Senate Rivals Herschel Walker and Raphael Warnock Debate in Georgia

Senate Rivals Herschel Walker and Raphael Warnock Debate in Georgia Senate Rivals Herschel Walker and Raphael Warnock Debate in Georgia (Dreamstime)

David Morgan Friday, 14 October 2022 07:28 PM EDT

Republican Herschel Walker's bid to unseat Democratic U.S. Sen. Raphael Warnock of Georgia came to a head on Friday when the two rivals met for their sole televised debate in a contentious race that could help determine which party controls the Senate.

The battle between Walker, a onetime football star and political novice backed by former President Donald Trump, and Warnock, pastor at a historic Atlanta church who has served less than two years in the Senate, is one of the most closely watched contests in the Nov. 8 congressional elections.

The race has been rocked by media claims that Walker, who has voiced opposition to abortion without exceptions, paid for an abortion in 2009 to terminate the pregnancy of a woman he was dating and who later gave birth to one of his children. Walker has called the allegation a "flat-out lie." Reuters has not independently confirmed the claim.

But it was not clear what role the issue would play as Walker and Warnock took to their respective podiums in Savannah. Opinion polls show the race as a toss-up.

Republicans have sought to steer voter attention toward a broader issue: the need to gain control of the Senate, focusing upon concerns including inflation, crime and border security.

President Joe Biden's fellow Democrats hold slim majorities in the Senate and House of Representatives. Senate control could be decided by the outcome of races in Georgia, Arizona, Nevada, North Carolina, New Hampshire, Ohio, Pennsylvania and Wisconsin.

Georgia was a reliably Republican state, with two Republican senators, until Biden beat Trump in the 2020 presidential election. Warnock and fellow Democrat Jon Ossoff then claimed the state's two Senate seats in January 2021 run-off elections.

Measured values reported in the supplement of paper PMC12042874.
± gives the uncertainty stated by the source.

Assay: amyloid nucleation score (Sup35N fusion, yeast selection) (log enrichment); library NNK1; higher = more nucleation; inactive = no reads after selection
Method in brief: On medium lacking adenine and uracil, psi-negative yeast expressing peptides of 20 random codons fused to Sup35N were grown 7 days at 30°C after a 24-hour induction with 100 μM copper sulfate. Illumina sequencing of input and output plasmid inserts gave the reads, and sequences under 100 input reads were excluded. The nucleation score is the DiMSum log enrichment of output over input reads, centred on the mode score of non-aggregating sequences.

Two prominent Senate Republicans – Rick Scott and Tom Cotton – campaigned with Walker this week, delivering a message that Republicans need to secure a majority in the chamber to stop Biden's legislative agenda.

Scott also joined Walker in Savannah on Friday for a debate that could prove pivotal in the campaign.

"There aren't that many people who are undecided in the race," Republican strategist Charlie Black added. "But those who are undecided are looking for something to reassure them that he's capable. If Herschel does well, then that's going to help him."

Walker has been known to make confusing statements on policy issues such as climate change. He tried to lower expectations in an interview with the Savannah Morning News last month, saying: "I'm a country boy. I'm not that smart. He's a preacher."

Warnock is an eloquent speaker who is senior pastor at Atlanta's Ebenezer Baptist Church, where slain civil rights leader Martin Luther King once preached.

The Democrat is expected to stress his independence from Biden. Ahead of the debate, his campaign issued a memo that emphasized his willingness to work with conservative Senate Republicans including Ted Cruz and his readiness to stand up to the Biden administration to protect jobs at a Georgia combat training center.

If neither candidate gets more than 50% of the vote on Nov. 8, the race would be decided in a Dec. 6 run-off election.

An opinion poll conducted by the University of Georgia showed Warnock leading Walker 46% to 43% among likely voters. Other polls show a considerably tighter, more competitive race.

Original Article